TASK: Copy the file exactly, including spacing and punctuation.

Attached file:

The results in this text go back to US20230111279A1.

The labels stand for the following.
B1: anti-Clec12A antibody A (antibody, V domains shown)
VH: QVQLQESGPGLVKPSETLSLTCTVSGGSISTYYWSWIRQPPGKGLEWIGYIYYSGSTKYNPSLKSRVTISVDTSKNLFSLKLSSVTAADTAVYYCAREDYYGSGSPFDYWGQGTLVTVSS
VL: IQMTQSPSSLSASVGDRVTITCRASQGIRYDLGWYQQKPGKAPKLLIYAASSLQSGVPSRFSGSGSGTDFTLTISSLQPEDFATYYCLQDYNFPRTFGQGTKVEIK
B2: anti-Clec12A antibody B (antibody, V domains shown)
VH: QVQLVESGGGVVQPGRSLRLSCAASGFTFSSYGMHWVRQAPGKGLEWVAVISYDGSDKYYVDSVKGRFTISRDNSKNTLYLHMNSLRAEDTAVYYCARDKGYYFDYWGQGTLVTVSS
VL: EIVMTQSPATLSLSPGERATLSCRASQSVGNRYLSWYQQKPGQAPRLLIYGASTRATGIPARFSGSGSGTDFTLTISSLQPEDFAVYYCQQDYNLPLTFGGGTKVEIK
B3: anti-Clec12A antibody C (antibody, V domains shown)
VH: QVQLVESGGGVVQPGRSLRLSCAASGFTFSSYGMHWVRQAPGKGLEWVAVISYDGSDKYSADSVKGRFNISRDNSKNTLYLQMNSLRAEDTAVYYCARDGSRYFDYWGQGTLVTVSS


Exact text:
The results in this text go back to US20230111279A1.

The labels stand for the following.
B1: anti-Clec12A antibody A (antibody, V domains shown)
VH: QVQLQESGPGLVKPSETLSLTCTVSGGSISTYYWSWIRQPPGKGLEWIGYIYYSGSTKYNPSLKSRVTISVDTSKNLFSLKLSSVTAADTAVYYCAREDYYGSGSPFDYWGQGTLVTVSS
VL: IQMTQSPSSLSASVGDRVTITCRASQGIRYDLGWYQQKPGKAPKLLIYAASSLQSGVPSRFSGSGSGTDFTLTISSLQPEDFATYYCLQDYNFPRTFGQGTKVEIK
B2: anti-Clec12A antibody B (antibody, V domains shown)
VH: QVQLVESGGGVVQPGRSLRLSCAASGFTFSSYGMHWVRQAPGKGLEWVAVISYDGSDKYYVDSVKGRFTISRDNSKNTLYLHMNSLRAEDTAVYYCARDKGYYFDYWGQGTLVTVSS
VL: EIVMTQSPATLSLSPGERATLSCRASQSVGNRYLSWYQQKPGQAPRLLIYGASTRATGIPARFSGSGSGTDFTLTISSLQPEDFAVYYCQQDYNLPLTFGGGTKVEIK
B3: anti-Clec12A antibody C (antibody, V domains shown)
VH: QVQLVESGGGVVQPGRSLRLSCAASGFTFSSYGMHWVRQAPGKGLEWVAVISYDGSDKYSADSVKGRFNISRDNSKNTLYLQMNSLRAEDTAVYYCARDGSRYFDYWGQGTLVTVSS